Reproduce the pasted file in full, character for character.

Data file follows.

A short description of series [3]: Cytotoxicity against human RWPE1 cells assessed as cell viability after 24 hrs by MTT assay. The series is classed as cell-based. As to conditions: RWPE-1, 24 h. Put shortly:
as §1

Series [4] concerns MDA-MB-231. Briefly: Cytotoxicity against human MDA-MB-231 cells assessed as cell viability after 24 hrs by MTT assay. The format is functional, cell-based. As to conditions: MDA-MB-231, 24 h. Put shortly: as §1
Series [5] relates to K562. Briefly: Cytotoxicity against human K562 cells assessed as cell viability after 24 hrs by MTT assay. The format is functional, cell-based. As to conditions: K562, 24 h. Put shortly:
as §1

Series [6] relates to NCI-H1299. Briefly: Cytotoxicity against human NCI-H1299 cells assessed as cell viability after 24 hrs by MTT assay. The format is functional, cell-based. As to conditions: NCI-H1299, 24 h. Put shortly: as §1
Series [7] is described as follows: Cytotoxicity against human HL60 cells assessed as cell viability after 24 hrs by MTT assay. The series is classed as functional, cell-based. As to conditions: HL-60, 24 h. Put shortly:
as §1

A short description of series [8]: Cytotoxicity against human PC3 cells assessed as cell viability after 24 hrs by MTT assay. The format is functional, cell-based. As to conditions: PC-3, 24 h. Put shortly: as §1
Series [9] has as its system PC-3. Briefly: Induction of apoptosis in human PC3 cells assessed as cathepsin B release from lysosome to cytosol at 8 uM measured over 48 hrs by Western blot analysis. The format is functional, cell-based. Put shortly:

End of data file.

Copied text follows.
A short description of series [3]: Cytotoxicity against human RWPE1 cells assessed as cell viability after 24 hrs by MTT assay. The series is classed as cell-based. As to conditions: RWPE-1, 24 h. Put shortly:
as §1

Series [4] concerns MDA-MB-231. Briefly: Cytotoxicity against human MDA-MB-231 cells assessed as cell viability after 24 hrs by MTT assay. The format is functional, cell-based. As to conditions: MDA-MB-231, 24 h. Put shortly: as §1
Series [5] relates to K562. Briefly: Cytotoxicity against human K562 cells assessed as cell viability after 24 hrs by MTT assay. The format is functional, cell-based. As to conditions: K562, 24 h. Put shortly:
as §1

Series [6] relates to NCI-H1299. Briefly: Cytotoxicity against human NCI-H1299 cells assessed as cell viability after 24 hrs by MTT assay. The format is functional, cell-based. As to conditions: NCI-H1299, 24 h. Put shortly: as §1
Series [7] is described as follows: Cytotoxicity against human HL60 cells assessed as cell viability after 24 hrs by MTT assay. The series is classed as functional, cell-based. As to conditions: HL-60, 24 h. Put shortly:
as §1

A short description of series [8]: Cytotoxicity against human PC3 cells assessed as cell viability after 24 hrs by MTT assay. The format is functional, cell-based. As to conditions: PC-3, 24 h. Put shortly: as §1
Series [9] has as its system PC-3. Briefly: Induction of apoptosis in human PC3 cells assessed as cathepsin B release from lysosome to cytosol at 8 uM measured over 48 hrs by Western blot analysis. The format is functional, cell-based. Put shortly: